Data were coded, cleaned, entered and analyzed using SPSS for Windows version 20.0 of the computer software. Multivariate analysis, descriptive statistics, and either chi-square or Fischer’s exact test were used as appropriate. Predictors of peripheral artery disease, odds ratio (OR) and 95% confidence interval (CI) were estimated using univariate and multivariate logistic regression model and a p-value <0.05 was considered statistically significant. All tests and variables with a p-value of ≤ 0.2 on univariate analysis were entered into the multiple regression model and Hosmer- Limeshow was used for evaluation of calibration of the regression model.


A total of 176 adults aged 40 years and above with a response rate of more than 98% were included in the study. Two female participants were excluded because of gross bilateral lower limb lymphedema. Most (46.6%) were in the age range of 40-50 years, followed by age 51-60 years in 29.6% subjects. The median age of the study participants was 54 (Interquartile range, IQR: 50-60) years. Among the study participants, 92 (52%) were females. A significant number (43.2%) of participants were illiterate. The mean (± standard deviation) sitting systolic and diastolic blood pressure measurement of the study participants was 139.3 (± 21.6) and 82.6 (± 8.6) mmHg respectively. Fifty-four (31%) study participants had never had their blood pressure measured. From these 33 (18.8%) participants had hypertension during the study. Nineteen (10.8%) subjects were currently taking antihypertensive drugs. Overall, fifty-two (29.5%) participants were either currently hypertensive or taking antihypertensive medication. Two participants (1.1%) had significant (greater than 10 mmHg) blood pressure discrepancies between right and left arm. But, none of them had ABI ≤ 0.9. Forty- eight (27%) participants had their blood sugar checked at least once, while 12 (7%) of the participants were told to have diabetes mellitus and 8 (4.5%) are currently on glucose lowering medications. Previous diagnosis of both hypertension and diabetes mellitus was reported by another 8 (4.5%) participants. Forty- six (26.1%) participants reported to have ever smoked cigarette and 22 (12.5%) are current smokers. Three (1.7%) and 2 (1.1%) participants reported to have chronic kidney disease (CKD) and previous stroke respectively. None of the participants reported to have coronary artery disease. One study participant was found to have three conventional coronary artery disease risk factors; hypertension, diabetes mellitus and cigarette smoking (Table 1).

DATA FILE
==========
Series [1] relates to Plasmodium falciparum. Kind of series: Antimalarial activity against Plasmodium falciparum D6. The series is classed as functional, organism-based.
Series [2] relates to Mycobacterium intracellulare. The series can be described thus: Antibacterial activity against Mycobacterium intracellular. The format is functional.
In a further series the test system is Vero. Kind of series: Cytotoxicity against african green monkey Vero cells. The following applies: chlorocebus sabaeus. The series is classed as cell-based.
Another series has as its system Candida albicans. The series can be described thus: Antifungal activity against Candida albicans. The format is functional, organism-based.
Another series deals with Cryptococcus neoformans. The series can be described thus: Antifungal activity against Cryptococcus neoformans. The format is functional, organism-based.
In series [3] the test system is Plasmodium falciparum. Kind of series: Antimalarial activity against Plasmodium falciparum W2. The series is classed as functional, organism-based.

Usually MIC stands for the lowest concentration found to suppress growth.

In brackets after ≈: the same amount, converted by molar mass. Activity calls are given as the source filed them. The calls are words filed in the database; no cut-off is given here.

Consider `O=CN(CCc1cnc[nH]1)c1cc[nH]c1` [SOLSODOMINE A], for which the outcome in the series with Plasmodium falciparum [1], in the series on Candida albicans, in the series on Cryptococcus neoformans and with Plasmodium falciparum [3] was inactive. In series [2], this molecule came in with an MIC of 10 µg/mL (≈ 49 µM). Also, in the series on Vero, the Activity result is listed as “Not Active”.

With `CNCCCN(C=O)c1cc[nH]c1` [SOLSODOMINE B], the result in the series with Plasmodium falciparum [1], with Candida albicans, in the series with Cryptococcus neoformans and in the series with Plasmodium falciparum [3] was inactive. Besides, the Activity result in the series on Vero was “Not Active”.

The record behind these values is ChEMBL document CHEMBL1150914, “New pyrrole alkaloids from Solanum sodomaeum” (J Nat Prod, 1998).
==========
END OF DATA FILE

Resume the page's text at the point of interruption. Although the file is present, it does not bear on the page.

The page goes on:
Characteristics N (%) 176 (100)
Age (years)
40-50 82 (46.6)
51-60 52 (29.6)
61-70 27 (15.3)
71-80 13 (7.4)
>80 2 (1.1)
Male 84 (47.7)
Female 92 (52.3)
Educational status
Illiterate 76 (43.2)
Literate 100 (56.8)
Systolic blood pressure, mean (± SD), mmHg 139.3 (± 21.6)
Diastolic blood pressure, mean (± SD), mmHg 82.6 (± 8.6)
Hypertension (on antihypertensive or current elevated BP) 52 (29.5)
Diabetes mellitus (self-reported) 12 (6.8%)
Current smoker 22 (12.5)
Former smoker 24 (13.6)
Peripheral arterial disease (self-reported) 3 (1.7)
Chronic kidney disease (self-reported) 3 (1.7)
Stroke (self-reported) 2 (1.1)
Coronary artery disease (self-reported) -
Atypical claudication 37 (21.0)
Peripheral artery disease 19 (10.8)

Table 1: Baseline characteristics of the study population. BP: blood pressure, N: number of participants, SD: standard deviation.

Peripheral arterial disease (ABI ≤ 0.9) was diagnosed in 19 participants giving the overall prevalence of 10.8% (4.8% in men and 16.3% in women) and nobody had an ABI value >1.3. Assessment for clinical PAD using the Edinburgh intermittent claudication tool did not reveal symptoms of classic intermittent claudication in any of the subjects with low ABI. About 37 (21%) subjects reported leg pain during walking, but none of them fulfilled the criteria for positive symptoms of intermittent claudication. Of the 19 participants with subclinical atherosclerosis, 4 (21.1%) had none of the assessed conventional risk factors, 8 (42.1%) had systemic hypertension, 4 (21.1%) had diabetes mellitus, 2 (10.5%) were smokers and the rest 1 (5.3%) had two risk factors (hypertension and diabetes mellitus). Univariate analysis (Table 2) showed increased prevalence of PAD in women and those with diabetes mellitus. In our study, PAD was three times more common as in women than men (OR: 3.85 (CI: 1.23-12.5) and was statistically significant (p-value=0.002). There was no significant impact of hypertension (both systolic and diastolic), history of smoking, CKD and previous stroke on PAD (Tables 1 and 2). In a multivariate analysis (Table 3), after adjusting for age and blood pressure; female sex, current smoking and self-reported diabetes mellitus were independently associated with PAD.

Characteristics OR (95%CI) p-value
Female sex 3.85 (1.23-12.5) 0.002
Smoking history 0.33 (0.08-1.38) 0.1
Current smoking 0.36 (0.05-2.84) 0.31
Hypertension (on antihypertensive or current elevated BP) 1.78 (0.76-4.17) 0.18
Diabetes mellitus (self-reported) 3.64 (1.43-9.28) 0.01
CKD 0.45 (0.22-0.67) 0.42
Previous stroke 0.56 (0.17-0.78) 0.55

Table 2: Univariate analysis of predictors of Peripheral Artery Disease. BP: Blood pressure, OR: Odds ratio, CI: Confidence interval, CKD: chronic kidney disease.

Characteristics OR (95%CI) p-value
Female sex 1.80 (1.20-2.80) 0.03
Current smoking 2.01 (1.67- 2.83) 0.01
Diabetes mellitus (self-reported) 1.32 (1.06- 1.45) <0.001

Table 3: Multivariate analysis of predictors of Peripheral Artery Disease. OR: Odds ratio, CI: Confidence interval.